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I'm trying to split a string on a , where that character is not contained in ().

Example String:

`table1`.`lname`,`table1`.`fname`,if(foo is not null,foo,if(bar is not null,bar,table3.baz)),`table3`.`shu`

I want to split it into an array looking like

  2=>if(foo is not null,foo,if(bar is not null,bar,table3.baz))

Any ideas on how to tackle this problem?

-- Dave

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In general, you can't do it with a regex. You typically need a recursive descendant parser (or something similar) to match up parentheses which may be nested to arbitrary depth.

I think there have been similar questions here before, but I was having a hard time finding them. This answer however should help to explain.

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I'd look into your favorite language to see if there is a specific module for handling CSV files. Ruby has CSV (replaced by FasterCSV in recent versions) that would handle your problem just fine.

It is more complicated than a single regex but will get the job done.

Perl has this Parse::CSV module.

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Regex isn't very good at this. Consider the following snippet:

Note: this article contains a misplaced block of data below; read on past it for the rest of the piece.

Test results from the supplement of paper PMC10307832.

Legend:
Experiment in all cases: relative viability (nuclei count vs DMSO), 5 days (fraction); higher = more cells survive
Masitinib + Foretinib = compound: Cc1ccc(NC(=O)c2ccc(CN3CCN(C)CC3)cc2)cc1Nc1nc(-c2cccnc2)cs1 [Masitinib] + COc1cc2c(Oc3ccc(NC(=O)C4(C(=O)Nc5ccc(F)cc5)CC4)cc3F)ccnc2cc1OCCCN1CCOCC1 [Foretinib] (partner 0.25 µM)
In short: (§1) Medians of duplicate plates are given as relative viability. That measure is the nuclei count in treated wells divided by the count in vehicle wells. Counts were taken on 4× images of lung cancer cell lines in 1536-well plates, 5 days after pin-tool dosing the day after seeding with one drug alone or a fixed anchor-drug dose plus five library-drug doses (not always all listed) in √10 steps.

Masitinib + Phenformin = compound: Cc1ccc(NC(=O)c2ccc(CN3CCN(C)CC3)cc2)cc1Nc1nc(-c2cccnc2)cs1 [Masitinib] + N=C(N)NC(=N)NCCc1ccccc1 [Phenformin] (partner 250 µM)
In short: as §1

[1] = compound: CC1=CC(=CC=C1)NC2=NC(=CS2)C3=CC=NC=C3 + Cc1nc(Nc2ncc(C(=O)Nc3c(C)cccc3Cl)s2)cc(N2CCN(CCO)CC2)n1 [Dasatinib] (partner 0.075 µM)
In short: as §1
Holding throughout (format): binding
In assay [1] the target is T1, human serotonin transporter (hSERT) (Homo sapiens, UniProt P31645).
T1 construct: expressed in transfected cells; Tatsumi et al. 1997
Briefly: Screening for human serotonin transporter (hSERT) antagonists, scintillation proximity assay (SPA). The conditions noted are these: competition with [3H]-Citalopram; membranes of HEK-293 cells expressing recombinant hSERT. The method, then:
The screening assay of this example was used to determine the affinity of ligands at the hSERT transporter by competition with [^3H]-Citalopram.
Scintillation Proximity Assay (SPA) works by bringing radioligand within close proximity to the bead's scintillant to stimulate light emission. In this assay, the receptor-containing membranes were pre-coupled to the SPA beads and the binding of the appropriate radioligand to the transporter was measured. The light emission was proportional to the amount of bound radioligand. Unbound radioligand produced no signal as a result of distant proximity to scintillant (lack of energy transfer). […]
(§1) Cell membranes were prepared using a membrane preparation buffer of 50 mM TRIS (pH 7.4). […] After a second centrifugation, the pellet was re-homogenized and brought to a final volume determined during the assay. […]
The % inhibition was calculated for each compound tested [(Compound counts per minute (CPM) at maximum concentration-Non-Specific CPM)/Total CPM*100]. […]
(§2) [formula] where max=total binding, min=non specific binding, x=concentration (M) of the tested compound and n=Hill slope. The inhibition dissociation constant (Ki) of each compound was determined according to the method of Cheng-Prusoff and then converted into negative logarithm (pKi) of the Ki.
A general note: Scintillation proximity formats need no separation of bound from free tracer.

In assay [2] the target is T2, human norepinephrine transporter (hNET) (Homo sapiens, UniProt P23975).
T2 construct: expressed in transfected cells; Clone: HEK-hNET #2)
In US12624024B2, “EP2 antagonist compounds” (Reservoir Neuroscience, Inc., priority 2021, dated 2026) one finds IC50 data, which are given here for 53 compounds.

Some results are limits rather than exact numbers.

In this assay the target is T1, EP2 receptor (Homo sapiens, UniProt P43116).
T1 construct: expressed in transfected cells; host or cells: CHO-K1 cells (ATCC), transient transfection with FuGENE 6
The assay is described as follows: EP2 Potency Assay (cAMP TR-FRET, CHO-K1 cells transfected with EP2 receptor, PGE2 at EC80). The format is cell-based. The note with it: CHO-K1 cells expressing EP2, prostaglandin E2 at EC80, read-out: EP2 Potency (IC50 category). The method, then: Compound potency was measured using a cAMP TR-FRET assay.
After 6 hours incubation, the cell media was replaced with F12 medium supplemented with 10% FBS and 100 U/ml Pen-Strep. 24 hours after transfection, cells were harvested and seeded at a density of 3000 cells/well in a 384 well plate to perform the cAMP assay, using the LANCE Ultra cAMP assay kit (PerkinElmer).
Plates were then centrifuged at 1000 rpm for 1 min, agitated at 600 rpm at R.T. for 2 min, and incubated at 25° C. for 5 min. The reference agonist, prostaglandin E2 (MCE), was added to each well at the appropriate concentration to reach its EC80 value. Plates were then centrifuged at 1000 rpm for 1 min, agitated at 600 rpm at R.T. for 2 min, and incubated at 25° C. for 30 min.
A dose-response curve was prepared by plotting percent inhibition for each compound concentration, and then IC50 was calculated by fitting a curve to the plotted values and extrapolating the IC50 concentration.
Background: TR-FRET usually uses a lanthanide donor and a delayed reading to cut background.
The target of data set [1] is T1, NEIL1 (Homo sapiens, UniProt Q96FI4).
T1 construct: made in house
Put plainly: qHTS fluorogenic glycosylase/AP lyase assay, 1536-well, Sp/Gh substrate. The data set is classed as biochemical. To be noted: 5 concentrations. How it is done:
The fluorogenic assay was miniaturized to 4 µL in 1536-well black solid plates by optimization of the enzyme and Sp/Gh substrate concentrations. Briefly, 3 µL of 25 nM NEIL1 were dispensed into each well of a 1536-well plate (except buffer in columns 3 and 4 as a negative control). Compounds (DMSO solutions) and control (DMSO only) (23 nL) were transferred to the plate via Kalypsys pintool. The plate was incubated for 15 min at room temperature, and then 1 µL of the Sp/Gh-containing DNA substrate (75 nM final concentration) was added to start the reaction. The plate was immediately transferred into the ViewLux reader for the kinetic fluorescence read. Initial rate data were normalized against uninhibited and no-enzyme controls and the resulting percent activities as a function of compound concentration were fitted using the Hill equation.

Where each letter represents a comma (your search target). Based on your question, you would only want to match comma b. The trick is that expressions are generally either greedy or not greedy, with no middle ground.

A greedy expression would see the ( at the very beginning of the segment and the ) at the very end and take everything inside them, regardless that there are closing parentheses elsewhere. Nothing would be matched.

An ungreedy expression would take only the smallest set possible, starting from the beginning. It would match comma b, but also see this segment as one unit: (c(d) and then proceed to also match comma e.

There are some engines that allow you to count nesting levels, but the expressions are usually ugly and hard to maintain: best to just avoid the feature unless you really understand it well.

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If you know that you are only going to receive one pair of parenthesis, then this might work:


Just remember that this will fail if you have a ) somewhere miscellaneous or if you have more than one set of parenthesis that need to be parsed out.

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The example he uses has two pairs of parenthesis. – Chris Lutz Feb 18 '09 at 22:30

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